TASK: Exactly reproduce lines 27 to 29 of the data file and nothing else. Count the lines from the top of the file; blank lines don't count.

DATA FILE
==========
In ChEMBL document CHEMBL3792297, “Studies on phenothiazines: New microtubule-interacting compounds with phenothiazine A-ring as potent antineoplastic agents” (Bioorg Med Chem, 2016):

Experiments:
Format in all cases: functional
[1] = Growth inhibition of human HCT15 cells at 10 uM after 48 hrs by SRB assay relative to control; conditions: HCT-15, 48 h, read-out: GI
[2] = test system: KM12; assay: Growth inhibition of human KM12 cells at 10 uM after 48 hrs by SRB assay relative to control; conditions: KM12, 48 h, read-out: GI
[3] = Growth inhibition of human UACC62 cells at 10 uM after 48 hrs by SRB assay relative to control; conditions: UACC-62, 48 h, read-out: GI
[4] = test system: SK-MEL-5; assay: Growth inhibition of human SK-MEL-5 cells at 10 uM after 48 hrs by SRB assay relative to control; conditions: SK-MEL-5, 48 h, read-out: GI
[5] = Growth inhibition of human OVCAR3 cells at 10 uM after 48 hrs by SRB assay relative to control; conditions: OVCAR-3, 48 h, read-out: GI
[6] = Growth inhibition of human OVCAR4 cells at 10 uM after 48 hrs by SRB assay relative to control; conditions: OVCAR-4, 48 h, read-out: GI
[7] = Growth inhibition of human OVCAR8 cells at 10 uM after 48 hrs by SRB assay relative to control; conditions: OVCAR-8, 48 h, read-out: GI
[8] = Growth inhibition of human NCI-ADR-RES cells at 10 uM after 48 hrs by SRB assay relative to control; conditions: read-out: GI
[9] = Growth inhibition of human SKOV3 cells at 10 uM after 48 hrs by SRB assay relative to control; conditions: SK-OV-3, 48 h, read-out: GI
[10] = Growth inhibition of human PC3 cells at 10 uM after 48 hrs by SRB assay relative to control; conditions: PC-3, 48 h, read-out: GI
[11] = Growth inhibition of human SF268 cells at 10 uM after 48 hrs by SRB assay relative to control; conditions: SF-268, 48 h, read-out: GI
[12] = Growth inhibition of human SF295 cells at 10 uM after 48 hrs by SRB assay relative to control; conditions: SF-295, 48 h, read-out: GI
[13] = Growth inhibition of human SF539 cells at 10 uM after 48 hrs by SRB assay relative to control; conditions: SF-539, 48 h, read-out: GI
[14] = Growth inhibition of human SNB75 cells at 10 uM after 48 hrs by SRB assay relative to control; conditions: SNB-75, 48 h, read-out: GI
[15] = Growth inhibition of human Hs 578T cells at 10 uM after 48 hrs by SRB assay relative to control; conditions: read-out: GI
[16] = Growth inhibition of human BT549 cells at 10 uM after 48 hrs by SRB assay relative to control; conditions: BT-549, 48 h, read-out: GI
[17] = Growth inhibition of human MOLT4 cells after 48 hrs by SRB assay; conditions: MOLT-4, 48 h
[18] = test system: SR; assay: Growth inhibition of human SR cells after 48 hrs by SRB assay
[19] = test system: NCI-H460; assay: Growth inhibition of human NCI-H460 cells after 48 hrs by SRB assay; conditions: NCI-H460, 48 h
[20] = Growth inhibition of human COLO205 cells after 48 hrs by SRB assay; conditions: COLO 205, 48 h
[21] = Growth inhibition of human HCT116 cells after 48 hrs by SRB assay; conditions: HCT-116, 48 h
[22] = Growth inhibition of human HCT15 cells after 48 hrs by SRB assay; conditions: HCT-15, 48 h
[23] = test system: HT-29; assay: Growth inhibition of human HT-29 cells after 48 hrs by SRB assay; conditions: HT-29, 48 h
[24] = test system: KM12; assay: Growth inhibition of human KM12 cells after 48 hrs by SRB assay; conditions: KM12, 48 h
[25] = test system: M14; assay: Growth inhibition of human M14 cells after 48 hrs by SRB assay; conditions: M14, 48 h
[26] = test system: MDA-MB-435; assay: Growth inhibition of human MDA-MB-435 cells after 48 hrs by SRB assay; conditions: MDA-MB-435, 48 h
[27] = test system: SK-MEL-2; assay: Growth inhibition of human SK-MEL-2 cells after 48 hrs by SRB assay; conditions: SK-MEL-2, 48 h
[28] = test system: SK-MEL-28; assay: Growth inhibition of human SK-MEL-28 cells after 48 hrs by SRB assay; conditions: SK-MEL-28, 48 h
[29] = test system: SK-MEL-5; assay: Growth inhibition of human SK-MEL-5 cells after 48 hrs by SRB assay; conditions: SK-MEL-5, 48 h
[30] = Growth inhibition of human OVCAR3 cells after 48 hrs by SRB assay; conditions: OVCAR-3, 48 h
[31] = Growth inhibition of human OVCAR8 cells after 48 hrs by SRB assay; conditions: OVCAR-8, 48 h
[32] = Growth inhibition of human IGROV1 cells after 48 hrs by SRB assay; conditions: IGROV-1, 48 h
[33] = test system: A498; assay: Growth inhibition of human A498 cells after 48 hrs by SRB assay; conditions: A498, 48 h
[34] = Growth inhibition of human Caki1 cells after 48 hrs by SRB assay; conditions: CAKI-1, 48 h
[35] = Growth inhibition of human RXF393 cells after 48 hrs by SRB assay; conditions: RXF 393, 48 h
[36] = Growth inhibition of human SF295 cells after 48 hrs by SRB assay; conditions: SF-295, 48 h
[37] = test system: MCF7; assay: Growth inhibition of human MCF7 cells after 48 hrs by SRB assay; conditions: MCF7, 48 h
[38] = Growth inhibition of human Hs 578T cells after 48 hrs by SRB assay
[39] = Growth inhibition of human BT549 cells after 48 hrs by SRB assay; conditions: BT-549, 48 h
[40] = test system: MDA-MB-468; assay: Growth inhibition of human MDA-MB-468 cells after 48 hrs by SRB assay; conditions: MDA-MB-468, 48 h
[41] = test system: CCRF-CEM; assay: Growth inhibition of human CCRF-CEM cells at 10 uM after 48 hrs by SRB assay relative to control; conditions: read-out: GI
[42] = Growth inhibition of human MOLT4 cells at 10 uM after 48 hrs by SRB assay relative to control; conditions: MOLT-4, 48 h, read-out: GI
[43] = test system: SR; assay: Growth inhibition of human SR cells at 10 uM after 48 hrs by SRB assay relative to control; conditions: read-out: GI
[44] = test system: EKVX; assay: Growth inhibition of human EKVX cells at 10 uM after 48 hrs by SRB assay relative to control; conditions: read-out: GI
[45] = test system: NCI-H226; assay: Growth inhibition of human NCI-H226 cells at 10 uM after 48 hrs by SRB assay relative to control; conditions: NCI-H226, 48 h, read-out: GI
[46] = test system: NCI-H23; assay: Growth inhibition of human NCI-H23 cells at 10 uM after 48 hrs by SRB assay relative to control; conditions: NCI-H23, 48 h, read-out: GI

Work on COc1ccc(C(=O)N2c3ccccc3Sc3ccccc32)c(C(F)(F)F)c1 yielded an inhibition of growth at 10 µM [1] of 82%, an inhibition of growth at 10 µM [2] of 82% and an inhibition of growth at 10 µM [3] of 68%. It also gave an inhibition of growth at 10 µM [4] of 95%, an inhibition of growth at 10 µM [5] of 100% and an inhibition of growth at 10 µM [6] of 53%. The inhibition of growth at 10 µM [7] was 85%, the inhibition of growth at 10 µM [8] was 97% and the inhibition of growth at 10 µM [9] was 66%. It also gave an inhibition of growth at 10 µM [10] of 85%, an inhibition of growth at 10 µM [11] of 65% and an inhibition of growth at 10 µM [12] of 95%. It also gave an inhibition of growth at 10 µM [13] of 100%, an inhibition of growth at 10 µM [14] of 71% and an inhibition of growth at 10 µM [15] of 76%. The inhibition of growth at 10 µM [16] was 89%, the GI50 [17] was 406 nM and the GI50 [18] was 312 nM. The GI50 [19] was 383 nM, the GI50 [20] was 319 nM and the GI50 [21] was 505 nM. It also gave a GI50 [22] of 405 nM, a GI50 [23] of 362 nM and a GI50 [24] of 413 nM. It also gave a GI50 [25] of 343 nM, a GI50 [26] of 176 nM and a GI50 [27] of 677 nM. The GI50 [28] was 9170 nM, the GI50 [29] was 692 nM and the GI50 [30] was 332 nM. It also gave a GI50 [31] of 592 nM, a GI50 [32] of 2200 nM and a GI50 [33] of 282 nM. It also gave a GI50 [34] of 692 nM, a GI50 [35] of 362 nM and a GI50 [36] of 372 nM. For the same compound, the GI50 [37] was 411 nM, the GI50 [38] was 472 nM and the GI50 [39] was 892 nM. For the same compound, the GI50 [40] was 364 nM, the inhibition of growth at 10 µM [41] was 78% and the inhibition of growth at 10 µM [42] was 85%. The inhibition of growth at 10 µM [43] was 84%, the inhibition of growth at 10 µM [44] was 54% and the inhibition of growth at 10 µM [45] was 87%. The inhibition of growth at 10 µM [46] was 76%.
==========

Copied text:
[24] = test system: KM12; assay: Growth inhibition of human KM12 cells after 48 hrs by SRB assay; conditions: KM12, 48 h
[25] = test system: M14; assay: Growth inhibition of human M14 cells after 48 hrs by SRB assay; conditions: M14, 48 h
[26] = test system: MDA-MB-435; assay: Growth inhibition of human MDA-MB-435 cells after 48 hrs by SRB assay; conditions: MDA-MB-435, 48 h